Slouching Towards Bethlehem by Joan Didion - The thing about Joan Didion's prose is that even when I'm not particularly interested in the subject, she makes whatever it is so beautiful and so tangible that I become interested. Slouching Towards Bethlehem is a collection of essays, mostly written in and about the 1960s. Didion captures drug culture in San Francisco, a potential homicide by car fire in the California desert, and the beauty of Mexico. Definitely worth a read.
The Elegance of the Hedgehog by Muriel Barbery - This book. It took me a little bit of time to get into it, but by the end I was utterly captivated. Renee is the concierge in a posh Paris apartment building, but she is so much more than that. She reads Marx, devours books on the great artists, and her true love is Russian literature. In order not to upset the class status quo, she pretends to be simple in order not to upset her wealthy clientele. That is, until Ozu, a wealthy Japanese man moves into the building and discovers who Renee truly is. Also living in the building is Paloma, a bright twelve-year-old girl who has decided to kill herself. These three unlikely characters find each other, each interaction more wonderful than the next. Read this now.
The Woman Upstairs by Claire Messud - Nora is 37 years old and has become the woman upstairs. She is an elementary school teacher, always there to help her colleagues or her elderly father, and perfectly reliable to the world around her. When Reza Shahid joins her class, her world erupts in possibility. Reza's mother is an artist and the two of them end up sharing a studio space. Reza's father is an academic, smart and thoughtful. Nora is drawn in each of them individually and as a family. She falls in love with all of them, she becomes obsessed with all of them. So well-written and so brilliant, Messud captures the hope and subsequently, the anger, that lives in each of us.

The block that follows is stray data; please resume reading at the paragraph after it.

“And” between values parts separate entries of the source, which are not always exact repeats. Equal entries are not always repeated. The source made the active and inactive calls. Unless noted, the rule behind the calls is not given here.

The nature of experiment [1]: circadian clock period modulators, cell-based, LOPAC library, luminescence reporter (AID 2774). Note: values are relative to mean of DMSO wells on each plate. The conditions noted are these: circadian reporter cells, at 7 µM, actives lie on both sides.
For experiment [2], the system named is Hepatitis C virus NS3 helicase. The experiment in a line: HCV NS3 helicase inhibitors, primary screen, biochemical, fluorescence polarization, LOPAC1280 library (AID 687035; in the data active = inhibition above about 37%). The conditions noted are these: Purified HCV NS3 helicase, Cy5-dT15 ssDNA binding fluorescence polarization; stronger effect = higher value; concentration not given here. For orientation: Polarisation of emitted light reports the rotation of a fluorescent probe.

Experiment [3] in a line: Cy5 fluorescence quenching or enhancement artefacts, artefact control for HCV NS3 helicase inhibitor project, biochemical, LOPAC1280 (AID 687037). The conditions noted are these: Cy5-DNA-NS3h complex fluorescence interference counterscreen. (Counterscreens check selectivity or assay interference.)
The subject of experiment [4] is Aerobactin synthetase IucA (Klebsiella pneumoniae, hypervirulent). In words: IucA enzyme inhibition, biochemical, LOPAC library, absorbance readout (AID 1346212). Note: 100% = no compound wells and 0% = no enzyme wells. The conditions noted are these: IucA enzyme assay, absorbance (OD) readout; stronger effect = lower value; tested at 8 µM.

Evening by Susan Minot - Ann is dying. She lies in her bed, knowing that she is in the evening of her life. These passages are interspersed with flashbacks to Ann's life: her three marriages, her children, her many lives. Most importantly, there are more fleshed out looks to one specific time - the wedding of a friend of hers when Ann was 24 years old. There, Ann meets a man and what follows appears to be a pivotal moment in her life. I'm not quite done with this one yet, but I'm loving it and can't wait to pick it up again.